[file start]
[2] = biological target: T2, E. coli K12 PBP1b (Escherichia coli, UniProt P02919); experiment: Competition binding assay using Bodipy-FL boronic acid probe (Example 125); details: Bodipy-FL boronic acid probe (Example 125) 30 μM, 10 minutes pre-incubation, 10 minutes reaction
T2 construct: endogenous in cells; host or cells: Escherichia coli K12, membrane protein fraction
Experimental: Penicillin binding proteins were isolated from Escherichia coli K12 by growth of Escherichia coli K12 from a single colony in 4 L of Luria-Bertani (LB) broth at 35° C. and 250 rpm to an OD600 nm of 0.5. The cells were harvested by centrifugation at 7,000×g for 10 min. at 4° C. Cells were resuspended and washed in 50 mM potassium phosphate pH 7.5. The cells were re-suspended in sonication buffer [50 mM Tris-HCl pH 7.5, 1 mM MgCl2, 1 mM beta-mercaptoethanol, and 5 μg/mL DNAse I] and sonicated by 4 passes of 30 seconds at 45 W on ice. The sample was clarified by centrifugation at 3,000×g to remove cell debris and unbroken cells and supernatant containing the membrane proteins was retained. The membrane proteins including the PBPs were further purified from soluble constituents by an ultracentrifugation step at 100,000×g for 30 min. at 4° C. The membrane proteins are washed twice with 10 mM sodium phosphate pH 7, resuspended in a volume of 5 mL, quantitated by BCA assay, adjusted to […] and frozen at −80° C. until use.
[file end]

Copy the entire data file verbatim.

[2] = biological target: T2, E. coli K12 PBP1b (Escherichia coli, UniProt P02919); experiment: Competition binding assay using Bodipy-FL boronic acid probe (Example 125); details: Bodipy-FL boronic acid probe (Example 125) 30 μM, 10 minutes pre-incubation, 10 minutes reaction
T2 construct: endogenous in cells; host or cells: Escherichia coli K12, membrane protein fraction
Experimental: Penicillin binding proteins were isolated from Escherichia coli K12 by growth of Escherichia coli K12 from a single colony in 4 L of Luria-Bertani (LB) broth at 35° C. and 250 rpm to an OD600 nm of 0.5. The cells were harvested by centrifugation at 7,000×g for 10 min. at 4° C. Cells were resuspended and washed in 50 mM potassium phosphate pH 7.5. The cells were re-suspended in sonication buffer [50 mM Tris-HCl pH 7.5, 1 mM MgCl2, 1 mM beta-mercaptoethanol, and 5 μg/mL DNAse I] and sonicated by 4 passes of 30 seconds at 45 W on ice. The sample was clarified by centrifugation at 3,000×g to remove cell debris and unbroken cells and supernatant containing the membrane proteins was retained. The membrane proteins including the PBPs were further purified from soluble constituents by an ultracentrifugation step at 100,000×g for 30 min. at 4° C. The membrane proteins are washed twice with 10 mM sodium phosphate pH 7, resuspended in a volume of 5 mL, quantitated by BCA assay, adjusted to […] and frozen at −80° C. until use.